2008 90EV0375  FOUR SPECIAL ISSUE RESOURCE CENTERS FOR INFORMATION & TECHNICAL ASSISTANCE 3 0 ACF 07-22-2008 193187069 $ 1,178,811 
Fiscal Year 2008 Total: $ 1,178,811
FY Award Number Award Title Budget Year of Support Award Code Agency Action Issue Date DUNS Number Amount This Action
2007 90EV0375  FOUR SPECIAL ISSUE RESOURCE CENTERS FOR INFORMATION & TECHNICAL ASSISTANCE 2 0 ACF 08-27-2007 193187069 $ 1,178,810 
Fiscal Year 2007 Total: $ 1,178,810
FY Award Number Award Title Budget Year of Support Award Code Agency Action Issue Date DUNS Number Amount This Action
2006 90EV0375  FOUR SPECIAL ISSUE RESOURCE CENTERS FOR INFORMATION & TECHNICAL ASSISTANCE 1 0 ACF 09-21-2006 193187069 $ 1,178,811 
Fiscal Year 2006 Total: $ 1,178,811
FY Award Number Award Title Budget Year of Support Award Code Agency Action Issue Date DUNS Number Amount This Action
2005 90EV0248  FAMILY VIOLENCE PREVENTION & SERVICES 5 0 ACF 08-29-2005 193187069 $ 1,343,183 
2005 90EV0248  FAMILY VIOLENCE PREVENTION & SERVICES 4 1 ACF 03-11-2005 193187069 $ 0 
Fiscal Year 2005 Total: $ 1,343,183
FY Award Number Award Title Budget Year of Support Award Code Agency Action Issue Date DUNS Number Amount This Action
2004 90EV0248  FAMILY VIOLENCE PREVENTION & SERVICES 4 0 ACF 07-27-2004 193187069 $ 1,343,183 
Fiscal Year 2004 Total: $ 1,343,183
FY Award Number Award Title Budget Year of Support Award Code Agency Action Issue Date DUNS Number Amount This Action
2003 90EV0248  FAMILY VIOLENCE PREVENTION & SERVICES 3 0 ACF 09-06-2003 193187069 $ 1,350,730 
2003 90EV0248  FAMILY VIOLENCE PREVENTION & SERVICES 2 1 ACF 09-06-2003 193187069 $ 0 
Fiscal Year 2003 Total: $ 1,350,730
FY Award Number Award Title Budget Year of Support Award Code Agency Action Issue Date DUNS Number Amount This Action
2002 90EV0248  FAMILY VIOLENCE PREVENTION & SERVICES 2 0 ACF 09-14-2002 193187069 $ 1,331,291 
Fiscal Year 2002 Total: $ 1,331,291
FY Award Number Award Title Budget Year of Support Award Code Agency Action Issue Date DUNS Number Amount This Action
2001 90EV0248  FAMILY VIOLENCE PREVENTION & SERVICES 1 0 ACF 09-14-2001 193187069 $ 1,275,852 
Fiscal Year 2001 Total: $ 1,275,852
FY Award Number Award Title Budget Year of Support Award Code Agency Action Issue Date DUNS Number Amount This Action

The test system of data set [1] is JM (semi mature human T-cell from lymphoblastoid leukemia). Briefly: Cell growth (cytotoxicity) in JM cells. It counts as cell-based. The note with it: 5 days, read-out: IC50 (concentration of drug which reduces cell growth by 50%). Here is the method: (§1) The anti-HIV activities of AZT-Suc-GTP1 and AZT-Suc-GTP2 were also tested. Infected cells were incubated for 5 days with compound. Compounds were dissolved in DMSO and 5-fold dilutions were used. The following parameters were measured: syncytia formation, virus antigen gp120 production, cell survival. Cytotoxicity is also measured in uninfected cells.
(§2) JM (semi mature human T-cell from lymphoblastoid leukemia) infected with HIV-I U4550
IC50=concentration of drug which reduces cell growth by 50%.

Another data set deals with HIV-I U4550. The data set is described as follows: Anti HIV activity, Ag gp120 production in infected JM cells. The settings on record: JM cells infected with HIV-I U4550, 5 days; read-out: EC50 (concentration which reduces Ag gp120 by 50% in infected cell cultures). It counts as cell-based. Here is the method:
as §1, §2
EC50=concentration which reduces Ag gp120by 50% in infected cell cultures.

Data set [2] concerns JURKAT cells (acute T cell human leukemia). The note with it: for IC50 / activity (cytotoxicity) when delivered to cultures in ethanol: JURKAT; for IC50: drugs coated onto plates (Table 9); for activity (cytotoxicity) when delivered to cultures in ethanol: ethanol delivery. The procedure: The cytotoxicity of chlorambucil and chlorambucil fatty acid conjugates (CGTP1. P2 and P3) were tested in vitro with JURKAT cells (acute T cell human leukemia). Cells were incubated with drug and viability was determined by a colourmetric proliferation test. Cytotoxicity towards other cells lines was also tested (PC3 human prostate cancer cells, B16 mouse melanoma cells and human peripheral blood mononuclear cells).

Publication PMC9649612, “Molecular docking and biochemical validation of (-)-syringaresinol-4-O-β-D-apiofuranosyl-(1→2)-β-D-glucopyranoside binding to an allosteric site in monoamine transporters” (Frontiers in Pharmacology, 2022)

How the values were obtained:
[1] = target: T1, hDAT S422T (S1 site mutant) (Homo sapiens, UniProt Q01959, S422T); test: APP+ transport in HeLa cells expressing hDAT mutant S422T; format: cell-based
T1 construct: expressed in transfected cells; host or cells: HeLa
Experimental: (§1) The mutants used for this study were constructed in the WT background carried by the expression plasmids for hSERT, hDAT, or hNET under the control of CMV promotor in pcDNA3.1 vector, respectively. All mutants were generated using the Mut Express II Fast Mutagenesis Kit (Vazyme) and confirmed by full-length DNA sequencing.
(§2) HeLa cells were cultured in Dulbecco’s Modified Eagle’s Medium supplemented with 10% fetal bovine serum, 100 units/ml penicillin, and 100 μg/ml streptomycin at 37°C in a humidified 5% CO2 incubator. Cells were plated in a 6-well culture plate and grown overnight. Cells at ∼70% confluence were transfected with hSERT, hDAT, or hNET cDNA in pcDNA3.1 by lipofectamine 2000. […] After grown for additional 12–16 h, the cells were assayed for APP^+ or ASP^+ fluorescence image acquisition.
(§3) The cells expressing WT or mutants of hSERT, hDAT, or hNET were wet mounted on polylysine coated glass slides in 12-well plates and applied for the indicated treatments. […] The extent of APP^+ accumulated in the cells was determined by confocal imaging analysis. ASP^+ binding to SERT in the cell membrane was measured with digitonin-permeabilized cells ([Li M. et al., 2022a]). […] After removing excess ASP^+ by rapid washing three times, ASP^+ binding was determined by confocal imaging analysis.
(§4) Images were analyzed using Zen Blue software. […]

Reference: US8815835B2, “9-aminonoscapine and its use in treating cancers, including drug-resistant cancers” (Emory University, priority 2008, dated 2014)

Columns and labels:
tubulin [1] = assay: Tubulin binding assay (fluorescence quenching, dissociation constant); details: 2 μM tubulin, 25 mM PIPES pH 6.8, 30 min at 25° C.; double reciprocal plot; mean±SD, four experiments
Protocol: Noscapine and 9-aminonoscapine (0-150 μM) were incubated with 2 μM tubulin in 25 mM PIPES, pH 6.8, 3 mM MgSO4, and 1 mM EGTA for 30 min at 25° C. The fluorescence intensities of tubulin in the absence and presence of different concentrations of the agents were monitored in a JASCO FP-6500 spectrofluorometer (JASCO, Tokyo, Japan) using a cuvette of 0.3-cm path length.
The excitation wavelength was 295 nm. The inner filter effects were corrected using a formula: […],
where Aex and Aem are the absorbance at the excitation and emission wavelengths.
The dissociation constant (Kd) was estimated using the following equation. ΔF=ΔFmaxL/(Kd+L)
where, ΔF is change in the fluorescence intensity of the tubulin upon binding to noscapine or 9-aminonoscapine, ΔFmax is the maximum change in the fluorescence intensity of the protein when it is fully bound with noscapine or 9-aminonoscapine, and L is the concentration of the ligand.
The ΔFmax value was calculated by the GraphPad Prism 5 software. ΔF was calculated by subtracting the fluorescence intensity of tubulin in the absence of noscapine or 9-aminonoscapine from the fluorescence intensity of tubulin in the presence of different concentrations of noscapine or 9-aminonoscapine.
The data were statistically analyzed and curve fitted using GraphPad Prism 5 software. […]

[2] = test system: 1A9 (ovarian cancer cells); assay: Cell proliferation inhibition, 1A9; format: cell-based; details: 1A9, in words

2000 90EV0104  FAMILY VIOLENCE PREVENTION & SERVICES – SPECIAL ISSUE RESOURCE CENTER 5 0 ACF 08-10-2000 193187069 $ 1,121,852 
Fiscal Year 2000 Total: $ 1,121,852
FY Award Number Award Title Budget Year of Support Award Code Agency Action Issue Date DUNS Number Amount This Action
1999 90EV0104  FAMILY VIOLENCE PREVENTION & SERVICES – SPECIAL ISSUE RESOURCE CENTER 4 0 ACF 08-19-1999 193187069 $ 1,016,010 
1999 CCU511327  VIOLENCE AGAINST WOMEN MULTIFACETED COMMUNITY-BASED DEMONSTRATION PROGRAM 05 0 CDC 09-24-1998 193187069 $ 268,831 
Fiscal Year 1999 Total: $ 1,284,841
FY Award Number Award Title Budget Year of Support Award Code Agency Action Issue Date DUNS Number Amount This Action
1998 90EV0104  FAMILY VIOLENCE PREVENTION & SERVICES – SPECIAL ISSUE RESOURCE CENTER 3 0 ACF 09-19-1998 193187069 $ 988,119 
1998 CCU511327  VIOLENCE AGAINST WOMEN MULTIFACETED COMMUNITY-BASED DEMONSTRATION PROGRAM 05 0 CDC 09-24-1998 193187069 $ 268,831 
Fiscal Year 1998 Total: $ 1,256,950
FY Award Number Award Title Budget Year of Support Award Code Agency Action Issue Date DUNS Number Amount This Action
1997 90EV0104  FAMILY VIOLENCE PREVENTION & SERVICES – SPECIAL ISSUE RESOURCE CENTER 2 0 ACF 07-17-1997 193187069 $ 800,000 
Fiscal Year 1997 Total: $ 800,000
FY Award Number Award Title Budget Year of Support Award Code Agency Action Issue Date DUNS Number Amount This Action
1996 90EV0104  FAMILY VIOLENCE PREVENTION & SERVICES – SPECIAL ISSUE RESOURCE CENTER 01 000 ACF 09-23-1996 193187069 $ 589,908 
Fiscal Year 1996 Total: $ 589,908
FY Award Number Award Title Budget Year of Support Award Code Agency Action Issue Date DUNS Number Amount This Action
1995 90EV0011  P.A. FV-03-93 – SIRC 03 000 ACF 09-13-1995 193187069 $ 385,541 
1995 90EV0011  P.A. FV-03-93 – SIRC 03 001 ACF 04-19-1996 193187069 $ 0 
Fiscal Year 1995 Total: $ 385,541
Total of all award actions: $ 18,027,387

Until recently, I figured, then that this Minnesota Program Development, Inc. — which I knew to be receiving millions  (larger than average grants, at least outside the healthy marriage movement) from the Department of HHS, so I figured that probably they were some workforce development group.  Particularly as it showed up looking for staff; they were hiring.  However, now I am not so sure.

Many of MPDI’s sub-programs were there, and their annual statements and EINs.  But this organization based at 202 Superior Street Duluth, MN, was not.

It is NON-PROFIT (but has no EIN#?) PRIVATE and NON-GOVERNMENT, and its chief purpose is SOCIAL SERVICES (not law enforcement, etc.).  The difficulty I have with this is, through this type of collaboration (however noble the cause), it is taking the policy-setting procedures further and further from public awareness unless they run across its programs, long after they are established.  Given the Technical Assistance / Resource Center grants (not that these are bad ideas), they are always going to be a few jumps ahead of individuals, including people that are the target clientele to be served.  Who works at MPDI?  Where are its financial statements, and how can the public access them?  Who audits its work?  Why should the public be funding this is we have no evidence of its effects, even though it’s clearly an ongoing resource?